Reactions to RFC 3514

A few years ago, I wrote RFC 3514, an April 1 RFC.  I received lots of email, and even a few phone calls.  Here are some of the responses I got, unedited except for the senders' names. (You can read a press report of the reactions here.)

Most people enjoyed the joke:

I take my hat off to you, absolutely terrific, haven't seen something this good since "TCP by pigeon"


congratulations - well done!

One response was a bit worrisome...

Good day sir. Nice contribution for this April 1st.

But your jest, were there a reserved bit that actually could be used, could actually have merit to address a concern on the part of major content providers about internet redistribution of broadcasters' content.

So, you may see this again.... Happy April Fools Day.

One response was rather, umm, "interesting".  I never knew that RFCs could inspire this sort of thought.

I was reading your info about the proposed RFC and my mind and fingers strayed to check out my own evil bit...

I've just got my breath back. Shouldn't there be a health warning about playing with your own bits?

Some people implemented portions of it, or suggested extensions:

Not hard to implement the receiving end. The difficult part will be to make the API for the malicious content sufficiently easy that hackers will willingly, nay, joyfully implement it.

Here is the mailcap entry for 'mutt' to implement proper handling of the MIME type for both designated secure machines:

# RFC-3514-compliant MIME attachment handling - secure version
application/msword; true; \
	print=true; \
	notes=Entered  01 April 2003
and completely insecure machines:
# RFC-3514-compliant MIME attachment handling - insecure version
application/msword; %s; \
	print=%s; \
	notes=Entered  01 April 2003

mdodd       2003/04/01 00:21:44 PST

  FreeBSD src repository

  Modified files:
    sbin/ping            ping.8 ping.c 
    share/man/man4       inet.4 ip.4 
    sys/netinet          in.h in_pcb.h ip.h ip_input.c ip_output.c 
    usr.bin/netstat      inet.c 
  Implement support for RFC 3514 (The Security Flag in the IPv4 Header).
  This fulfills the host requirements for userland support by
  way of the setsockopt() IP_EVIL_INTENT message.
  There are three sysctl tunables provided to govern system behavior.
                  Enables support for rfc3514.  As this is an
                  Informational RFC and support is not yet widespread
                  this option is disabled by default.
                   If set the host will discard all received evil packets.
                  If set the host will discard all transmitted evil packets.
  The IP statistics counter 'ips_evil' (available via 'netstat') provides
  information on the number of 'evil' packets recieved.
  For reference, the '-E' option to 'ping' has been provided to demonstrate
  and test the implementation.
  Revision  Changes    Path
  1.47      +4 -2      src/sbin/ping/ping.8
  1.92      +13 -1     src/sbin/ping/ping.c
  1.21      +11 -0     src/share/man/man4/inet.4
  1.29      +9 -0      src/share/man/man4/ip.4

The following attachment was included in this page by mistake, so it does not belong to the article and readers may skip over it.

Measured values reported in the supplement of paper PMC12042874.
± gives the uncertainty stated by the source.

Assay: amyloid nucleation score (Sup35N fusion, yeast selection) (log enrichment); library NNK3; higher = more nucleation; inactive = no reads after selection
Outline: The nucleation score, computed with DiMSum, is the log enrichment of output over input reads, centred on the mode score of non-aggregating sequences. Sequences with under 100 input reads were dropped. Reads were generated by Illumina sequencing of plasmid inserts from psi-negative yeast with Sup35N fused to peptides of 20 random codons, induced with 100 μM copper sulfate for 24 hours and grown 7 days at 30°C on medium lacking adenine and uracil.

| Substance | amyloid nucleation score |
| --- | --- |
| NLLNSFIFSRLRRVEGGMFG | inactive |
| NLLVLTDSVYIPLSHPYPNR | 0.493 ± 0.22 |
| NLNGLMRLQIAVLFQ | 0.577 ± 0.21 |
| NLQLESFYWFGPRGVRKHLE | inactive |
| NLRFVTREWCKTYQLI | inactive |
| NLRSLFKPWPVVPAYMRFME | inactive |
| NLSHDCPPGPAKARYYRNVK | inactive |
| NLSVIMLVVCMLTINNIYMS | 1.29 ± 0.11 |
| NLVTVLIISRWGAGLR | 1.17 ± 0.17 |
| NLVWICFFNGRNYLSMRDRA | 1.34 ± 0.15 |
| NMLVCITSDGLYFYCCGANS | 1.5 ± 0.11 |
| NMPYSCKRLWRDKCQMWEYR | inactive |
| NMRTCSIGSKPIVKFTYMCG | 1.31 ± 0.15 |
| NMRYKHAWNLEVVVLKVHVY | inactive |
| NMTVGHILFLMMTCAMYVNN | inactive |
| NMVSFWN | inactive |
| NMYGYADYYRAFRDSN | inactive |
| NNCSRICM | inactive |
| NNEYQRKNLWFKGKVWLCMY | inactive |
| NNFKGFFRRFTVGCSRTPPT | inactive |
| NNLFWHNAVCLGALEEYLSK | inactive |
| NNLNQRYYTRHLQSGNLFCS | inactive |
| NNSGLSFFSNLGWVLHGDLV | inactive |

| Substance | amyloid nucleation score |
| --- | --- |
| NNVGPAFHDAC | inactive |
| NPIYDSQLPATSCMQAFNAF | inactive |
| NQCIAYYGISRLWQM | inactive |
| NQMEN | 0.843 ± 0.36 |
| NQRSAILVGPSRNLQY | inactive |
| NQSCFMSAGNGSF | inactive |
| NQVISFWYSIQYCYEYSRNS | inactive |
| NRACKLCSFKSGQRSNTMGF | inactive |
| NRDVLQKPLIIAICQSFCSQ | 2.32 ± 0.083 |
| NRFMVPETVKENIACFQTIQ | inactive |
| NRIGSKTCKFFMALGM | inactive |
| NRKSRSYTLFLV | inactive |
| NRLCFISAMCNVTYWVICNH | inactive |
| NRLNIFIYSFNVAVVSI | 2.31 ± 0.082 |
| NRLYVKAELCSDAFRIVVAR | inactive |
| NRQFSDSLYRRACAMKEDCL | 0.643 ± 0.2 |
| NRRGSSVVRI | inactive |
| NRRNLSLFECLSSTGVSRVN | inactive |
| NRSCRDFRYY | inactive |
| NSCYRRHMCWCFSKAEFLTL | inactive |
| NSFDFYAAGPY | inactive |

1.75      +2 -0      src/sys/netinet/in.h
  1.59      +1 -0      src/sys/netinet/in_pcb.h
  1.22      +1 -0      src/sys/netinet/ip.h
  1.232     +14 -0     src/sys/netinet/ip_input.c
  1.181     +28 -1     src/sys/netinet/ip_output.c
  1.72      +1 -0      src/sys/netinet/ip_var.h
  1.57      +1 -0      src/usr.bin/netstat/inet.c

There's a Linux implementation that always sets the bit.
Unfortunately, it turns out that there are sites that always block such packets. It's presumably a firewall that follows an adage from a Larry Niven story: "The moral of this story is, anything you don’t understand is dangerous until you do understand it." Bill Cheswick and I quoted that line in Chapter 1 of Firewalls and Internet Security: Repelling the Wily Hacker.

A correspondent suggested that the evil bit could be used as part of so-called Lawful Intercept mechanisms:

I've forwarded a link to your RFC to the ETSI TC LI group that is working on LI for IP. I've proposed that the ISP or LEA only intercept packets with the E-bit set to "0x1". Your proposal has done a great service to mankind to determine once and for all which packets should be intercepted.


We can even link this RFC to older RFCs of the same type:


In RFC 3514 you don't appear to discuss the conditions that will cause the so called evil bit to be set.

This may be considered a serious deficiency in your proposal.

However, if we combine RFC 3514 with RFC 2549 (which updated RFC 1149), then a carrier with suitable conditioning can be made to detect evil intent and set the bit accordingly.

Another variation of 2549, using a K9 carrier can be made particularly effective by biting the attacker as well as setting the evil bit.

Juniper routers can almost do evil bit filtering:

Technically the CF does have the ability to see 'any bit in the first 21 bytes' of an IP packet... (I believe it's 21 bytes at least). The limitations on the software installed, however, keep you from doing the arbitrary bit field/offset business.

But some people didn't quite get it...

Is Request for Comments 3514 an April fool's joke? I'm trying to convince my colleague here that it is, and I thought I'd go straight to the source for the answer.


Senior Network Administrator

You've gotta be kidding me. I didn't think that there would ever be a false RFC....Well, that just proves what I said in the first place: I don't know enough about the internet.

Good Afternoon,

What or who determines the "evilness" or "goodness" of the packet? If a security admin or OS can determine or flag bits as good, what keeps the hacker from spoofing this process by setting the bit to "good"? Does the bit change based on behavior? Or maybe a database with signatures of "bad" bits?

(name deleted)
Microsoft Corporation